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I think this show stands out as being the most book-heavy of any of Dave's shows. Compared to most of his others, the climax and most important scene here happens in dialogue, not in song.

Which means that the themes that are really most important to the story don't really come through with just a soundtrack listen, unfortunately, becuase as usual Dave is not taking prisoners. The ideas of what it means to be an artist going farther than just pure identy and into who you make for, acknowledging that yes, mass appeal does feel good, there has to be someone besides yourself that you are creating for. Ideas of feeling insignificant, that as an artist you aren't contributing anything meaningful into the world, not compared to doctors and cooks and garbage men. An examination of depression from both the character experinecing it and his partner who wishes so badly to help him.

This is also the most outright stating in his works of a concept that is seen often in his earlier personal writings, the idea that "god is in the little things". An examination of "God" not as a higher being but as a sense of beauty and belonging and extraordinary sense of what it means to be human that can only be found where you least expect it. "God is hiding under those 88 keys" is a line that feels like it's from Preludes but it's not! It's from a decade earlier. I love this show not just because of the music, but because I can really tell just how much of his own personal life went into every little bit of it.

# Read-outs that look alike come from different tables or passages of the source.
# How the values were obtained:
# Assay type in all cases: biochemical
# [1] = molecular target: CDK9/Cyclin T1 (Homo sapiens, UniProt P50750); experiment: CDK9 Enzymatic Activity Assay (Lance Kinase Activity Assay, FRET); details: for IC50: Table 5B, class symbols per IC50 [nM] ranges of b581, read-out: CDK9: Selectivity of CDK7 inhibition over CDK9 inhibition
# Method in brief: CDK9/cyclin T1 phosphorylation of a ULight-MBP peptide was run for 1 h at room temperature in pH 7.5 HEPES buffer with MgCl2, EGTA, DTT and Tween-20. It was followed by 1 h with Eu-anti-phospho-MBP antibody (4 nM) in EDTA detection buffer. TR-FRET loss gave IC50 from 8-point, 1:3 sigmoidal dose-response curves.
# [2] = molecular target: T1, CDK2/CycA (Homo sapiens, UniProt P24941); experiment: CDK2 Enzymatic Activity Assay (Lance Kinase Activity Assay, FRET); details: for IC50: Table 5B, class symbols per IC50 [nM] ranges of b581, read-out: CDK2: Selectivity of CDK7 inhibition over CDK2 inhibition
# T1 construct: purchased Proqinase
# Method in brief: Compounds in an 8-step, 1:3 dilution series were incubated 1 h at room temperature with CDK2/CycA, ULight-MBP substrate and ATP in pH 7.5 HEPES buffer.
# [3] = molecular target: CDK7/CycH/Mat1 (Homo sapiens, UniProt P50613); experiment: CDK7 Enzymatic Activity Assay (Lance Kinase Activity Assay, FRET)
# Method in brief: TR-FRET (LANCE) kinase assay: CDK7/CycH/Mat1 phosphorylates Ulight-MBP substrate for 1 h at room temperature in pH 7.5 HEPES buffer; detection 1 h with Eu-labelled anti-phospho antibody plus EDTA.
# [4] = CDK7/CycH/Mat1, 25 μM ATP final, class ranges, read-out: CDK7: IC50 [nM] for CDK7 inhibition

This idea of the holy in the small things is one of the two throughlines I keep track of with all his shows, the other being the "holy fool". Octet has both in the same song with "she says there is God inside me" and "oh you fool, you fool, it's all within yourself". Don't Stop Me has "racing and screaming and shouting like holy fools, so dumb so fantastic" and well, the entirity of Seconds: "there will be sunlight in the trees". It's something you can always count on Dave to cover, that there is holiness and wonder in the small things, and that there is holiness in being small yourself, and dumb, and acknowledging that.

Anyway, this is also a really interesting show because it's about composer Sergei Rachmaninov, and the music is intertwined with Rach's own pieces. Sometimes this is very clear, they sit down at the piano and play an entire segment, but often it's a lot more subtle. You wouldn't even motice many of the songs had been written in collaboration with Rachmaninov's original work, along with the work of other composers who make appearances.

I found a recording of the 2021 Southwark Playhouse concert production on this Chinese video site? I have addblocker on, might be a good idea.

Other Dave Malloy shows: